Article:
14 December 2021





SUBJECTS: University of Wollongong Innovation Campus; Rebuilding Australia Fund; Renewable energy jobs opportunities in Illawarra; Net zero emissions target; Offshore wind farming; Hydrogen, Green steel; Labor’s 2030 emissions target; Fiona Phillips; Labor’s candidate for Cunningham.

I just wanted to take the opportunity this morning to firstly acknowledge the original inhabitants of the land on which we meet, this amazing innovation campus, in the local story of learning, developing and growing is a very important one in terms of our local indigenous community. And I know that, that what we learn from them, in many issues, and most recently discussed around things like bushfire management is so important. And so I want to pay my respects to our First Nations people in this area. Stephen and I are really pleased to host our wonderful friend Chris Bowen. Chris is no stranger to the Illawarra. But we particularly want to take the opportunity on the back of two significant policy announcements that Labor has made. One is our energy commitments and the importance for a region like ours, where we have both the traditional manufacturing sectors that need to see new energy sources developed. And we've seen already some of our major manufacturers talk about their interest in a more renewable future.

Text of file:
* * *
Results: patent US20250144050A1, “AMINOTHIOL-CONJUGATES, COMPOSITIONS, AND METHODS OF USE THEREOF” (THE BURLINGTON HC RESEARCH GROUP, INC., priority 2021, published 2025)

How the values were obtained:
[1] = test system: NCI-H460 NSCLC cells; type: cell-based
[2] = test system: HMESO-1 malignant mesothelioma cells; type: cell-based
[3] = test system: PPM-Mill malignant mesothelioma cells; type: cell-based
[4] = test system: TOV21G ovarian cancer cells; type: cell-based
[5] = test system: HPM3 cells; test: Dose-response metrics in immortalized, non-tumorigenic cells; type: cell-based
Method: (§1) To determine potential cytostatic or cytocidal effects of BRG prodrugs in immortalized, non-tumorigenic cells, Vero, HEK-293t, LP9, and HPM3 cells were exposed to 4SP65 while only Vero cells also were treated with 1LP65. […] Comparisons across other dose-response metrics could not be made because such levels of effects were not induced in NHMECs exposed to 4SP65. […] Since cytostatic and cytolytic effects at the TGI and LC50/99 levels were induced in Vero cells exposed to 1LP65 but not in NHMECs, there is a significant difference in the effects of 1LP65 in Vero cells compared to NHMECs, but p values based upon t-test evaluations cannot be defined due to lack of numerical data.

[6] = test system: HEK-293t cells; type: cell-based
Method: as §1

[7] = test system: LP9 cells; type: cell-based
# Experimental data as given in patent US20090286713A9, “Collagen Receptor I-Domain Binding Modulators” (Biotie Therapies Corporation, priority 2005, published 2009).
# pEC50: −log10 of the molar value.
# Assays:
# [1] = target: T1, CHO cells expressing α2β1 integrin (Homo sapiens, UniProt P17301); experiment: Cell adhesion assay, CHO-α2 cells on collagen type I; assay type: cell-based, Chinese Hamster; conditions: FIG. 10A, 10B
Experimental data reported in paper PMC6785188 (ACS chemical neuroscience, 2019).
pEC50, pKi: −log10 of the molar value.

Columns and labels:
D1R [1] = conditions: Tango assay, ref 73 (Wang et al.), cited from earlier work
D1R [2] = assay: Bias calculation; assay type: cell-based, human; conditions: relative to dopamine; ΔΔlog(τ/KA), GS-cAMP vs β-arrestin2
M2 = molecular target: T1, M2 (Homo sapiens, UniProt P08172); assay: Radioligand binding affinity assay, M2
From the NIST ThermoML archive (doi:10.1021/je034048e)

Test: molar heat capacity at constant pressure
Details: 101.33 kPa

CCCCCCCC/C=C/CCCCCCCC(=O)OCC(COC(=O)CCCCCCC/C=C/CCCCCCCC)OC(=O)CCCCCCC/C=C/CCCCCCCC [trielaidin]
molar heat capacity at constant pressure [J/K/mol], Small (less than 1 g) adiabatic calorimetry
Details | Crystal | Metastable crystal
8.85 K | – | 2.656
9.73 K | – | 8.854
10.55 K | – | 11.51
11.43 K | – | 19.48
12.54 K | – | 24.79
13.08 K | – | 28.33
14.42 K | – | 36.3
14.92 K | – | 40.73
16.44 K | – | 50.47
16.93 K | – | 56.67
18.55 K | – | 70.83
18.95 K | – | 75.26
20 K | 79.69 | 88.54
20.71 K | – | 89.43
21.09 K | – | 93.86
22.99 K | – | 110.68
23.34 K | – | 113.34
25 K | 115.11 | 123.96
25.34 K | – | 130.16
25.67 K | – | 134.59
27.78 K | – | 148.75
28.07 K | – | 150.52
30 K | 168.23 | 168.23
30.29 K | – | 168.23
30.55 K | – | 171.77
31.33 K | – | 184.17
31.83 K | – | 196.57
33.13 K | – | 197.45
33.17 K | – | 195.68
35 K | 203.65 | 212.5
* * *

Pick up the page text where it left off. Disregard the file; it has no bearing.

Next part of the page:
And secondly, on the skills and education side, of matching Australians getting them the training and the education they need to take up those emerging jobs so that we've actually got a benefit for local people. So we've been here today talking to the University, not just about the amazing research, teaching, and development of new products and services that they are doing, but the partnerships they have with industry, and with TAFE in developing new skills and new trades, so a really great opportunity for our local area. I really want to thank the University of Wollongong for hosting us and sharing with us some of this amazing work that they're doing. And thanks, Chris, for coming along and seeing how the Illawarra can be part of the future. So over to you Chris.